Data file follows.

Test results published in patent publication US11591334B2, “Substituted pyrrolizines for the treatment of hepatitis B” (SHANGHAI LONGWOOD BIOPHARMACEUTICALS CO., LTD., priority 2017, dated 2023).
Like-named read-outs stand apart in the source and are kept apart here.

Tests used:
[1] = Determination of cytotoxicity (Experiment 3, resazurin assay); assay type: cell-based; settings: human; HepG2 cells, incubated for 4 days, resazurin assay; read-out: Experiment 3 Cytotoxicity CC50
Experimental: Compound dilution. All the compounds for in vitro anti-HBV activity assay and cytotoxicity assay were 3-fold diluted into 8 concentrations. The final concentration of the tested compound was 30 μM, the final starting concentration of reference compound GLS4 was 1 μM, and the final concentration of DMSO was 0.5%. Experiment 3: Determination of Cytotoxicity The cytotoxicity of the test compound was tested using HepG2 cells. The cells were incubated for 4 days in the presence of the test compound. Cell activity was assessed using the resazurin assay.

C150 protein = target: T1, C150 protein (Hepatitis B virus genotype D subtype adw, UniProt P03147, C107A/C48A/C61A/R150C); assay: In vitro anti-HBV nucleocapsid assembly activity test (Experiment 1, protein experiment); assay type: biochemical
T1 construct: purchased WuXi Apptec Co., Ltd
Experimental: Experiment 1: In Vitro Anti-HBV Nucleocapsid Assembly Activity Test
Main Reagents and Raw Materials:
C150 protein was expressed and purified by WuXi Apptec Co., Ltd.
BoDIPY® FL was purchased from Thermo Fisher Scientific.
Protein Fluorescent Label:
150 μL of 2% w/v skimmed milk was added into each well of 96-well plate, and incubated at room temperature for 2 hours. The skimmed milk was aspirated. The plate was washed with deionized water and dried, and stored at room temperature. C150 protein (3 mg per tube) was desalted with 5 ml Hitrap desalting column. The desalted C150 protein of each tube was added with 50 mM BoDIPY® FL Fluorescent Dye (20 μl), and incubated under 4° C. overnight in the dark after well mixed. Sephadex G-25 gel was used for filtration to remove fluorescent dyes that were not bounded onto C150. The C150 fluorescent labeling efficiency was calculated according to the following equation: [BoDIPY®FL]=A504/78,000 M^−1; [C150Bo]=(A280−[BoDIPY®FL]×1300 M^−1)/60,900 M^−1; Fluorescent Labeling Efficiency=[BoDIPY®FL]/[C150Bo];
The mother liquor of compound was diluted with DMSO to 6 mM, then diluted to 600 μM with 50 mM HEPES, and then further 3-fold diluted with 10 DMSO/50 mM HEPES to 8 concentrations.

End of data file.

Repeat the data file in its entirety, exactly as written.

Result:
Test results published in patent publication US11591334B2, “Substituted pyrrolizines for the treatment of hepatitis B” (SHANGHAI LONGWOOD BIOPHARMACEUTICALS CO., LTD., priority 2017, dated 2023).
Like-named read-outs stand apart in the source and are kept apart here.

Tests used:
[1] = Determination of cytotoxicity (Experiment 3, resazurin assay); assay type: cell-based; settings: human; HepG2 cells, incubated for 4 days, resazurin assay; read-out: Experiment 3 Cytotoxicity CC50
Experimental: Compound dilution. All the compounds for in vitro anti-HBV activity assay and cytotoxicity assay were 3-fold diluted into 8 concentrations. The final concentration of the tested compound was 30 μM, the final starting concentration of reference compound GLS4 was 1 μM, and the final concentration of DMSO was 0.5%. Experiment 3: Determination of Cytotoxicity The cytotoxicity of the test compound was tested using HepG2 cells. The cells were incubated for 4 days in the presence of the test compound. Cell activity was assessed using the resazurin assay.

C150 protein = target: T1, C150 protein (Hepatitis B virus genotype D subtype adw, UniProt P03147, C107A/C48A/C61A/R150C); assay: In vitro anti-HBV nucleocapsid assembly activity test (Experiment 1, protein experiment); assay type: biochemical
T1 construct: purchased WuXi Apptec Co., Ltd
Experimental: Experiment 1: In Vitro Anti-HBV Nucleocapsid Assembly Activity Test
Main Reagents and Raw Materials:
C150 protein was expressed and purified by WuXi Apptec Co., Ltd.
BoDIPY® FL was purchased from Thermo Fisher Scientific.
Protein Fluorescent Label:
150 μL of 2% w/v skimmed milk was added into each well of 96-well plate, and incubated at room temperature for 2 hours. The skimmed milk was aspirated. The plate was washed with deionized water and dried, and stored at room temperature. C150 protein (3 mg per tube) was desalted with 5 ml Hitrap desalting column. The desalted C150 protein of each tube was added with 50 mM BoDIPY® FL Fluorescent Dye (20 μl), and incubated under 4° C. overnight in the dark after well mixed. Sephadex G-25 gel was used for filtration to remove fluorescent dyes that were not bounded onto C150. The C150 fluorescent labeling efficiency was calculated according to the following equation: [BoDIPY®FL]=A504/78,000 M^−1; [C150Bo]=(A280−[BoDIPY®FL]×1300 M^−1)/60,900 M^−1; Fluorescent Labeling Efficiency=[BoDIPY®FL]/[C150Bo];
The mother liquor of compound was diluted with DMSO to 6 mM, then diluted to 600 μM with 50 mM HEPES, and then further 3-fold diluted with 10 DMSO/50 mM HEPES to 8 concentrations.